Published 27th March 2017
To qualify for the full UK pension the current rules require you to have 35 years contributions paid or credited to your account.
If you are overseas and not paying the voluntary Class 3 contribution you may be losing one or more years when there could be a credit on your account. The current rate is £14.10 per week.
Most parents know that you are not eligible for child benefit if either you or your partner has income over £50,000. But by not claiming the benefit the mother could lose out on the credits to her National Insurance account. By making a claim for Child Benefit and then ticking the box that says “do not pay me” the mother will be credited with National Insurance Contributions from the birth of the first child to twelve years from the birth of the last child.
The rules for the payment of Maternity Allowance have not quite caught up with the reforms to the way Class 2 NIC is collected. Up to 5th April 2015 Class 2 NIC was collected by direct debit. When a taxpayer applied for the Maternity allowance the Department of work and Pensions would check the contribution record and if payments were sufficient to qualify (13 out of the last 66 weeks before the baby is due), payment was made for up to 39 weeks. Since 5th April 2015 Class 2 NIC has been collected with Self-Assessment tax in January and July each year. This means that the contributions for one tax year may not be credited to your account until the January most of the way through the following tax year and If an application is made for Maternity Allowance it will frequently be found that the payment record does not meet the criteria even though the taxpayer has made all payment on time under the “new” rules. If this happens to you, do not accept rejection or a reduced amount. Write and explain the position. The DWP has been made aware of the problem and will take the necessary action.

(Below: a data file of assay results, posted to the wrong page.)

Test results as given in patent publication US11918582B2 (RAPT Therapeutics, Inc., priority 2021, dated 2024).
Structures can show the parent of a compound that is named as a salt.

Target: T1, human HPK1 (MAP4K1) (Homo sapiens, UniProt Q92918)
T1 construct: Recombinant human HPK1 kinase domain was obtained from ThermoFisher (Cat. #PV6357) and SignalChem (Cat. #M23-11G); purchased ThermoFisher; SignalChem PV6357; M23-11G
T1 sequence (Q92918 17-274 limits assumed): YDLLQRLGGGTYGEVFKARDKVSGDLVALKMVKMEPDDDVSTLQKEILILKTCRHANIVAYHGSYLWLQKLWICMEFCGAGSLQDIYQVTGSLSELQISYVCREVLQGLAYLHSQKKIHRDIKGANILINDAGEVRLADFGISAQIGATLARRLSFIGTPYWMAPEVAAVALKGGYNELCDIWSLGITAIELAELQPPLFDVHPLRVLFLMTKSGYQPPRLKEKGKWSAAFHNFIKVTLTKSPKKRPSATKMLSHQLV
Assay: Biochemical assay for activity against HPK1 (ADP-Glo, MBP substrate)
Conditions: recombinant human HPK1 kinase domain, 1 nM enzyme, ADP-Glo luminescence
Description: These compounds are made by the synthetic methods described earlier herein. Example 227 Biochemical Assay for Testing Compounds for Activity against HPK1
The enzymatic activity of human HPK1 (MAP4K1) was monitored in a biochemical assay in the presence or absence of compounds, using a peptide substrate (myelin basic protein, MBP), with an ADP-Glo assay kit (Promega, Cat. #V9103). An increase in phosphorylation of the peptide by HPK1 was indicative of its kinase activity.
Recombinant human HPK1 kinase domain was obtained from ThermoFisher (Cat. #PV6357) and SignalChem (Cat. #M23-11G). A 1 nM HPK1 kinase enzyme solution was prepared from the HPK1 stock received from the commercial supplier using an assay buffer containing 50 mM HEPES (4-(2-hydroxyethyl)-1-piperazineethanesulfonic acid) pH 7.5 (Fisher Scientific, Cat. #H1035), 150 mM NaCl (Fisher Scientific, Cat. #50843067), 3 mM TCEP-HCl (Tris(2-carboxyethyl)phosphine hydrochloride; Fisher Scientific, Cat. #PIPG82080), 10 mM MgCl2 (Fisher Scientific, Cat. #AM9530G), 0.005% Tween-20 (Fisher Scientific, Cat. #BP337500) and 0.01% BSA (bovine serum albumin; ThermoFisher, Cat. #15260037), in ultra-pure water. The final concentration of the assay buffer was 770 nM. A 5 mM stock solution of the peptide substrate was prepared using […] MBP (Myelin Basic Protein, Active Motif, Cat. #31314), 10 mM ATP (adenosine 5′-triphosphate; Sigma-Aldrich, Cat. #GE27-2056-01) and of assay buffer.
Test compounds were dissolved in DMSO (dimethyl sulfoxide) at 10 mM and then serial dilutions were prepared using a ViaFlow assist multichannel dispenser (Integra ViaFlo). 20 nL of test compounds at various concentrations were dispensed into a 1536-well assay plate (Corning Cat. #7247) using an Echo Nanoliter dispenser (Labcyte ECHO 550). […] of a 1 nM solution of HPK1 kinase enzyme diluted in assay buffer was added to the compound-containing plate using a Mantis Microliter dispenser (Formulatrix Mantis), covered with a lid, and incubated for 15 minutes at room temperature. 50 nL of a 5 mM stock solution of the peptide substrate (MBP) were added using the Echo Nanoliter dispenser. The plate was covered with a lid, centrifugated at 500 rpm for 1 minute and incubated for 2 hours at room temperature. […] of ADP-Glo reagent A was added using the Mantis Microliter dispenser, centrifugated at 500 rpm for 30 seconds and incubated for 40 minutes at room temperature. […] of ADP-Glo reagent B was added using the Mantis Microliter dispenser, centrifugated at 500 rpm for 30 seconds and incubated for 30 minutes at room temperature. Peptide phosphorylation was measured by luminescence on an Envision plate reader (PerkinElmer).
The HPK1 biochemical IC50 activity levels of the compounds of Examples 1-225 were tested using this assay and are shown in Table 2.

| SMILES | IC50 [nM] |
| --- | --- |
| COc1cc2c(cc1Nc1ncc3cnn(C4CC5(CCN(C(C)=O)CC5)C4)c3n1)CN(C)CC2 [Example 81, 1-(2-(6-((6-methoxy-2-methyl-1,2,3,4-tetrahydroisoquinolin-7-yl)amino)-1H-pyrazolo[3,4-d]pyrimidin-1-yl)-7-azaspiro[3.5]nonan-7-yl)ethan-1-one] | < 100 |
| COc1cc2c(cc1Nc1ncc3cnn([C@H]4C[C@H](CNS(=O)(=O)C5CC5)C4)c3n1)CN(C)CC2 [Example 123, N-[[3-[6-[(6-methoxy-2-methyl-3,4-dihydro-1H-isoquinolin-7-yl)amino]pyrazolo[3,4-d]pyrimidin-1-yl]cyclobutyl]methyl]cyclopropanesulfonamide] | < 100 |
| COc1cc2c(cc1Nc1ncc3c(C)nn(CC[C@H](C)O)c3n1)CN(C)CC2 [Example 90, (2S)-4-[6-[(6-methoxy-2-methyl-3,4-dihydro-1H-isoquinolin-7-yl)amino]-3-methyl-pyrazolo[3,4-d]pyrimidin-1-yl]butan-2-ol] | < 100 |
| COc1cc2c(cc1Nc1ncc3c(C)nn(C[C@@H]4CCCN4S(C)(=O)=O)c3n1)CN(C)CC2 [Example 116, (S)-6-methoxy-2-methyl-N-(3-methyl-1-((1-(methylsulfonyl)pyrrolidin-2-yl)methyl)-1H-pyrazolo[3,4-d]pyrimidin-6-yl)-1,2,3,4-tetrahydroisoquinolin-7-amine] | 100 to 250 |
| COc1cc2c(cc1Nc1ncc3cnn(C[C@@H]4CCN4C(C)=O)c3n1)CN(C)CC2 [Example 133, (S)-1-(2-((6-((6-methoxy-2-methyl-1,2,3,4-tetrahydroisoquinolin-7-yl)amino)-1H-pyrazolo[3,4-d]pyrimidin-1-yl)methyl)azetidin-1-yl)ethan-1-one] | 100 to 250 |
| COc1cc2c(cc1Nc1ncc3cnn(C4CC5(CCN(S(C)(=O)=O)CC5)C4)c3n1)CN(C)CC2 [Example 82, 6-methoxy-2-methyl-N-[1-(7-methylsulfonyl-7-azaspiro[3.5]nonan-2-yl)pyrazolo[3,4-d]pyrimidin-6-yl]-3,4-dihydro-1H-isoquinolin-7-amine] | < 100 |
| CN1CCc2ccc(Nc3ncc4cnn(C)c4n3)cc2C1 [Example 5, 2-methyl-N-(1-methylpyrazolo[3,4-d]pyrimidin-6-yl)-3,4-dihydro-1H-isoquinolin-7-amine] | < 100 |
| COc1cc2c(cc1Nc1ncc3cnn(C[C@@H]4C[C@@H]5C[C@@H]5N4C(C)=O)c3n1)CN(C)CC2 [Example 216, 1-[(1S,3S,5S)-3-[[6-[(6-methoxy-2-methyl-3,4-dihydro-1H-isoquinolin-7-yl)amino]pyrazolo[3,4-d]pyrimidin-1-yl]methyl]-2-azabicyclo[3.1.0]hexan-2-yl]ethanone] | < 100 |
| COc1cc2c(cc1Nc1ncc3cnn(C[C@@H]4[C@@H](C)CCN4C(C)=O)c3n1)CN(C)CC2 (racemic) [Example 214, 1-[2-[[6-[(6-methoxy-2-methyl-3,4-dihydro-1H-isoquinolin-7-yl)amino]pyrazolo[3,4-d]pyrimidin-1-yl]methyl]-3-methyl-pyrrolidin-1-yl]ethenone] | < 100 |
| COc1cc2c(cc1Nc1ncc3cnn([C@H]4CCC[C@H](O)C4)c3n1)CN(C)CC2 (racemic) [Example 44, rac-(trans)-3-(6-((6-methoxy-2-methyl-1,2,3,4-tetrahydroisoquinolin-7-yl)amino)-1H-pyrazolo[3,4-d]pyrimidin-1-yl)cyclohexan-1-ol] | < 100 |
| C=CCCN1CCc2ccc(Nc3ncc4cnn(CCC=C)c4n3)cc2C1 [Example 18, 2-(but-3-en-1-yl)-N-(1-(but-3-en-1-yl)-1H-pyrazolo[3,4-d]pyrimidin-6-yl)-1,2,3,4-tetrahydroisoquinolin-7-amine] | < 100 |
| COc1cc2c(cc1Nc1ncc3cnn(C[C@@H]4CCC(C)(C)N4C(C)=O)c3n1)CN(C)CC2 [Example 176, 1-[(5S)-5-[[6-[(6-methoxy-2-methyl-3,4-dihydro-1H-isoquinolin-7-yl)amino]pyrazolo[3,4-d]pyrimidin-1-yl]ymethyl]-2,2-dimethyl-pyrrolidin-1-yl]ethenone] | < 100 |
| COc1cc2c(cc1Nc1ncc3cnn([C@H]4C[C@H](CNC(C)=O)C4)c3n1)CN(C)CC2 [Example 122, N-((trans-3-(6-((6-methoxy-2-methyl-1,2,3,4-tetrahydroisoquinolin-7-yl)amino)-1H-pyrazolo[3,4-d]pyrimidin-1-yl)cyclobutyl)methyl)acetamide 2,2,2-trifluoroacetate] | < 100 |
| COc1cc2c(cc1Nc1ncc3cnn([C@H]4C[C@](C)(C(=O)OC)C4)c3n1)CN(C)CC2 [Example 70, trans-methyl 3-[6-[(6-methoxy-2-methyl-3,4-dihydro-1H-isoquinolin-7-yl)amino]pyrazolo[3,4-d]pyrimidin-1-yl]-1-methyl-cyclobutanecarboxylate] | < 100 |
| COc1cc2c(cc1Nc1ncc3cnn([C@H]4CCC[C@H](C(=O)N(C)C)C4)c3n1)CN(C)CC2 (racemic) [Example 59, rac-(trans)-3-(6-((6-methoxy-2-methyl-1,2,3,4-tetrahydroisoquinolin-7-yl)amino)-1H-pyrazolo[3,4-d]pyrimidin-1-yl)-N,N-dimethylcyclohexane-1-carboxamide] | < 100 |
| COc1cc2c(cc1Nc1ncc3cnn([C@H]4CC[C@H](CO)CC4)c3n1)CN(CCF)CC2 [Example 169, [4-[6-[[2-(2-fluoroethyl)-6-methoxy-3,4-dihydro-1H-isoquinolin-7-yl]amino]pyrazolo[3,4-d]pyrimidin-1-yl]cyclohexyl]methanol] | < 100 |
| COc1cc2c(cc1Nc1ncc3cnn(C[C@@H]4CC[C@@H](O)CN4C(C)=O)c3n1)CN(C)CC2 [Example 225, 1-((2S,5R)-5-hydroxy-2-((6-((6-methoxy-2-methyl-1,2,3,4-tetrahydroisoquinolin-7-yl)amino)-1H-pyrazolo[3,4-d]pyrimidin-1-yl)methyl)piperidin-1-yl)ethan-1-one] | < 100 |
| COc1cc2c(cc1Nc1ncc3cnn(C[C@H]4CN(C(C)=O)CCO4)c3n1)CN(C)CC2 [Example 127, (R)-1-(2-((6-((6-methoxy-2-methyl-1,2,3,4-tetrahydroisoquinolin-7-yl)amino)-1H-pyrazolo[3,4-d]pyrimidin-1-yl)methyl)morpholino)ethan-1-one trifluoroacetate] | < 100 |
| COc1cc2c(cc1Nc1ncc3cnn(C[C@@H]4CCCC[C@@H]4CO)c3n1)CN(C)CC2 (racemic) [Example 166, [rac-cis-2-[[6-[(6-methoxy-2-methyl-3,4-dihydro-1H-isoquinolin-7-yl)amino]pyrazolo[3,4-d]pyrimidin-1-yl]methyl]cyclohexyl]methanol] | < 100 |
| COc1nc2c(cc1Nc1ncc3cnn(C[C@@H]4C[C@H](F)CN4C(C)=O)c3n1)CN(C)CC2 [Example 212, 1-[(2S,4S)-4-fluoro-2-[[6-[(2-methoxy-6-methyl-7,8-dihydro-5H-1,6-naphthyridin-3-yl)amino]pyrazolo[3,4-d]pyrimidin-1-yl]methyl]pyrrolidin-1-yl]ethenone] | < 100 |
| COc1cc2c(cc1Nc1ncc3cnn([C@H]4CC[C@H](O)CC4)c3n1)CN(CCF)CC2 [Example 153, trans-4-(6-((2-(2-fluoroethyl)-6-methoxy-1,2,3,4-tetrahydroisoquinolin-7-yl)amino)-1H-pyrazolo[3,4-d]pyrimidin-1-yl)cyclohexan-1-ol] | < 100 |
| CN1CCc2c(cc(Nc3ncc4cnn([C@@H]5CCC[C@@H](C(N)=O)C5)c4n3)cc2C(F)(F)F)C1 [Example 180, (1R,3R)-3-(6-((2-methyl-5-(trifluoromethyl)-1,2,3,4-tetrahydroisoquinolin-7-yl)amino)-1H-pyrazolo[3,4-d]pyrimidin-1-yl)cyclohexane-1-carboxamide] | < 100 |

The newsletters on this website are believed correct at the time of publication. They may not include subsequent changes in the law. If the subject matter is of interest you should contact us to see if there is a relevant update.
Taxation is a complicated subject and is subject to change. This article is provided for general guidance only. You should only rely on advice prepared specifically for you. Neither the writer nor Landlords Tax Services Ltd can be held liable for any loss arising from any act or omission by you as a result of your understanding of this article.
Landlords Tax Services Ltd, specialises in the taxation of residential property income and gains and around half its clients are resident outside the UK. If you would like specialist help contact Maurice Patry F.C.A. at firstname.lastname@example.org or for more information visit our website at Landlords Tax Services Ltd
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